It’s been a grumpy week. Despite the fact that megahouses are taking up the most arable lands in Canada in Richmond, the City Council there decided that this land was just fine for houses that are 10,764 square feet if you have half an acre of farmland to plop it on.
Imagine-if you live in Richmond or want to hold property there, you can simply buy land in the Agricultural Land Reserve, not pay the foreign buyer’s tax of 15 per cent, and (bonus!) be classified as agricultural land for tax purposes if you are able to raise farm product. In Southlands in Vancouver, mares often had their foals on large properties specifically so that the mansion owners could qualify for the hefty property tax reduction. And here’s another interesting fact-houses that are 11,000 square feet are classified as “mansions” in the United States. The Canadian country cousins in Richmond usurping the best farmland in the country are a mere 35 square feet below that size.
As Alan Campbell of the Richmond News reported at the end of the public hearing on the mega farmland mansion matter, Councillor Harold Steves (his family started Steveston, developed the first seed company on the coast, and still own and operate their century old farm) walked out of the meeting. This was the first time Councillor Steves has left in frustration but since the majority of Council sacrificed the farmland that predicated the existence of Richmond in the first place, it seemed a pretty logical thing to do. In fifty years we will look back on the huge mansions built on postage stamp acreages and remember the elected people who gave up on this opportunity for creative sustainability, the Agricultural Land Reserve, and our right to easy access to farms and food. It’s a sad and important moment-but if you have half an acre of farmland, go build your really big house. Future generations will remember this decision.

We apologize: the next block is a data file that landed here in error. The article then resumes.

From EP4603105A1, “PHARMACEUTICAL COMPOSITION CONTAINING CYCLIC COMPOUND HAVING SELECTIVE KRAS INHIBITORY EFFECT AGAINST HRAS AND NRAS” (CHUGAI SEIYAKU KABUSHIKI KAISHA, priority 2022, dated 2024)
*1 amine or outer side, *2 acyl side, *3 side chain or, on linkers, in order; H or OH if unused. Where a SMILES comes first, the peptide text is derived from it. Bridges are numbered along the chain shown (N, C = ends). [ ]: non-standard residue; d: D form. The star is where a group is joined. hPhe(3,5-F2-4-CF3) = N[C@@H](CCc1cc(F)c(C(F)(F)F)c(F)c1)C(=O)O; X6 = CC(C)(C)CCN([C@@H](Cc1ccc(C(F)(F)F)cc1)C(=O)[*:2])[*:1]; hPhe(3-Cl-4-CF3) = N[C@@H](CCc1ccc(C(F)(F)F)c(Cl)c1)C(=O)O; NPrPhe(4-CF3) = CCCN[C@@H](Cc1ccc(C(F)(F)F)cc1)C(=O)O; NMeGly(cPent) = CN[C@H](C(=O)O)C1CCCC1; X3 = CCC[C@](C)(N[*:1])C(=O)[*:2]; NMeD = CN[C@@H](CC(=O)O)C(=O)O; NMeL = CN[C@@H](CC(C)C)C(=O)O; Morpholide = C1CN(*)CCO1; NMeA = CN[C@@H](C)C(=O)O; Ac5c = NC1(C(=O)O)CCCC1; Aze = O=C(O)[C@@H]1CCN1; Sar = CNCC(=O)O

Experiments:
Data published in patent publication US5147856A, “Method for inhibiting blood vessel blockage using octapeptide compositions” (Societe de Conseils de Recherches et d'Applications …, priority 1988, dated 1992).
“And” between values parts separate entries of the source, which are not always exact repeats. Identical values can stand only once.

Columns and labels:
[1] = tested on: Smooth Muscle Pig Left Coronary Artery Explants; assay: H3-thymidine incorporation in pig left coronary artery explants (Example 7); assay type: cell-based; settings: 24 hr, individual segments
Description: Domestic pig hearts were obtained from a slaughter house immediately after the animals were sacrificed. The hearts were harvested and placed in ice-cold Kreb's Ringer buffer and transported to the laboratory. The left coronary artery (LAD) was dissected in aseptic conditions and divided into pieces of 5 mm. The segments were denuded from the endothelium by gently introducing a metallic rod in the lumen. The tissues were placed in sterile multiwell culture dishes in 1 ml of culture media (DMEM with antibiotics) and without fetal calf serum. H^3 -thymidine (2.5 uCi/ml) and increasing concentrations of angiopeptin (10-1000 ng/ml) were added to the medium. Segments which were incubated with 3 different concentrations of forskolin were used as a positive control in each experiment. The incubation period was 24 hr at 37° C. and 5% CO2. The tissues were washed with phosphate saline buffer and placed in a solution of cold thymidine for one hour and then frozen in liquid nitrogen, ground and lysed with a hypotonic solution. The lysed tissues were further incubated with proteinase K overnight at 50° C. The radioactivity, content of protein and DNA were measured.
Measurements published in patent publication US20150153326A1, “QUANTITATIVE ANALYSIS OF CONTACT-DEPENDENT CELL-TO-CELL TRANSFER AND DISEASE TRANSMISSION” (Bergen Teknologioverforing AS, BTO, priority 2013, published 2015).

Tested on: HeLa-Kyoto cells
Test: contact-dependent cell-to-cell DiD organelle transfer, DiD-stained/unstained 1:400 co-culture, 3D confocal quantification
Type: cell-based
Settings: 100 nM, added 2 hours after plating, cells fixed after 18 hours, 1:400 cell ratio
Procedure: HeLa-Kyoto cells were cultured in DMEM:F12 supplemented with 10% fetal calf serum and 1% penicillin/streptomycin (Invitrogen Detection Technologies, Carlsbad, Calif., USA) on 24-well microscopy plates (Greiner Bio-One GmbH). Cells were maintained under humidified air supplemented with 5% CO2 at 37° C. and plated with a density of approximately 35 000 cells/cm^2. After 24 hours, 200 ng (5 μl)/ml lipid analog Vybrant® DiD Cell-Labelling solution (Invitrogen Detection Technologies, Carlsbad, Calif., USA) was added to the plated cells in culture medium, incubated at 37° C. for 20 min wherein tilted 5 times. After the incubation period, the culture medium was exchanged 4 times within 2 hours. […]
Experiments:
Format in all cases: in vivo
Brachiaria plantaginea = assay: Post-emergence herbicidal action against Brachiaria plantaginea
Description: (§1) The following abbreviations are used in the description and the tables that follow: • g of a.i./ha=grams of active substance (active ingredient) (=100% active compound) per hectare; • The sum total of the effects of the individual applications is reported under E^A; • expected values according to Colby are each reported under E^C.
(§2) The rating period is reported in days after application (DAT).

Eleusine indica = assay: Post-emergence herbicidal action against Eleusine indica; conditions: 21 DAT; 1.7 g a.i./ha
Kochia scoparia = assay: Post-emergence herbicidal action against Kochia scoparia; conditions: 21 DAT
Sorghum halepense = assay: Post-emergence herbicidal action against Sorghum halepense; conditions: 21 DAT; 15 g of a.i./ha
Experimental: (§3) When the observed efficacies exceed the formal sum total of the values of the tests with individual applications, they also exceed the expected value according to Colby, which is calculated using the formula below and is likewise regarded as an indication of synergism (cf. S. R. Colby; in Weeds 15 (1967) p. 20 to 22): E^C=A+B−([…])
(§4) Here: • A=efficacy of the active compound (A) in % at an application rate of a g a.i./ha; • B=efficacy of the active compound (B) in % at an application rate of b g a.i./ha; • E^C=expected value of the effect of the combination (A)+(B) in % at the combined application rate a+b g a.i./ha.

Councillor Steves later talked about what was happening with these “farmland” properties. “I gave an example of a recreational property with a 12,000-square-foot house, 24-seat theatre, possible swimming pool, tennis court, cabana, and driving range, taking up the entire property. That will likely be the norm,” he said.
“I told council that the increase in the recreational housing threat to farmland is due to the lack of foreign buyers’ tax, low farm taxes, reduced education taxes and ease of exemption from property transfer tax by occupying the premises in some way for a year.”
“This permits about 1,000 parcels of farmland that have not had new houses built yet, to eventually become recreational properties, with tenant farmers on the remaining land…if there happens to be any.”
So why did Richmond Council not do the right thing? Look at their constituency-farmers, the stewards of the land will not be able to afford property that is squandered into mansion properties. They will be tenant farmers, not owners. Other people who own that farmland (or would like to) argued their right to take that economic lift and house their families in something over five times the size of an adequate Vancouver house.
Trying to be conciliatory, Richmond Mayor Brodie stated “There are reasons why some people in the farming community want bigger houses….There are many houses in the 18,000-square-feet range and higher and there are people who would like the house sizes to go even larger…We had to come up with a reasonable maximum that will allow people (farmers) to achieve their goals . The Mayor also “admitted there is a “third category” out there who “want majestic estates.”
In 1976 Mary Rawson wrote Ill Fares the Land which set up the idea of an Agricultural Land Conservancy. Harold Steves was one of the original proponents of the strategy. And that land, precious to future sustainability will now be further fractured. You’d think in forty years we’d be better stewards of this precious resource. We and our elected officials are not.